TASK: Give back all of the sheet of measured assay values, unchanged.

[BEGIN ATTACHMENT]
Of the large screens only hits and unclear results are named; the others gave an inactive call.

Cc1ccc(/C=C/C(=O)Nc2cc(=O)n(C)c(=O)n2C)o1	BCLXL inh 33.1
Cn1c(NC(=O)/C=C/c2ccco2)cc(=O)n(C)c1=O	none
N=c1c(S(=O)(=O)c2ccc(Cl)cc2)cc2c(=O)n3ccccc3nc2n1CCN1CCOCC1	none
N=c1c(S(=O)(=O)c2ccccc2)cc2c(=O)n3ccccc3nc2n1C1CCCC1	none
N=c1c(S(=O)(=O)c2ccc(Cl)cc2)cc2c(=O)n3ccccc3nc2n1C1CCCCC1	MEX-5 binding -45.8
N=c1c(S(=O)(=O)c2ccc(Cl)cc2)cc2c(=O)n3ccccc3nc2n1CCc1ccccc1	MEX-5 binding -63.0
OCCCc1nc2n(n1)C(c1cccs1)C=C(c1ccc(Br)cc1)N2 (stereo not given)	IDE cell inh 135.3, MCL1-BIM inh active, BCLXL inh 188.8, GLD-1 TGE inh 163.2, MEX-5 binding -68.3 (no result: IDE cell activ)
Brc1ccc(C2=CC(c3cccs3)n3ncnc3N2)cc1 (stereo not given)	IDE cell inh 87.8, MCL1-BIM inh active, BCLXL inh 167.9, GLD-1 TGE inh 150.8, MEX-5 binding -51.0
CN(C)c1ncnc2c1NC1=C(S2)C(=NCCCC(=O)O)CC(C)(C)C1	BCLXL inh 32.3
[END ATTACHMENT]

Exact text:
Of the large screens only hits and unclear results are named; the others gave an inactive call.

Cc1ccc(/C=C/C(=O)Nc2cc(=O)n(C)c(=O)n2C)o1	BCLXL inh 33.1
Cn1c(NC(=O)/C=C/c2ccco2)cc(=O)n(C)c1=O	none
N=c1c(S(=O)(=O)c2ccc(Cl)cc2)cc2c(=O)n3ccccc3nc2n1CCN1CCOCC1	none
N=c1c(S(=O)(=O)c2ccccc2)cc2c(=O)n3ccccc3nc2n1C1CCCC1	none
N=c1c(S(=O)(=O)c2ccc(Cl)cc2)cc2c(=O)n3ccccc3nc2n1C1CCCCC1	MEX-5 binding -45.8
N=c1c(S(=O)(=O)c2ccc(Cl)cc2)cc2c(=O)n3ccccc3nc2n1CCc1ccccc1	MEX-5 binding -63.0
OCCCc1nc2n(n1)C(c1cccs1)C=C(c1ccc(Br)cc1)N2 (stereo not given)	IDE cell inh 135.3, MCL1-BIM inh active, BCLXL inh 188.8, GLD-1 TGE inh 163.2, MEX-5 binding -68.3 (no result: IDE cell activ)
Brc1ccc(C2=CC(c3cccs3)n3ncnc3N2)cc1 (stereo not given)	IDE cell inh 87.8, MCL1-BIM inh active, BCLXL inh 167.9, GLD-1 TGE inh 150.8, MEX-5 binding -51.0
CN(C)c1ncnc2c1NC1=C(S2)C(=NCCCC(=O)O)CC(C)(C)C1	BCLXL inh 32.3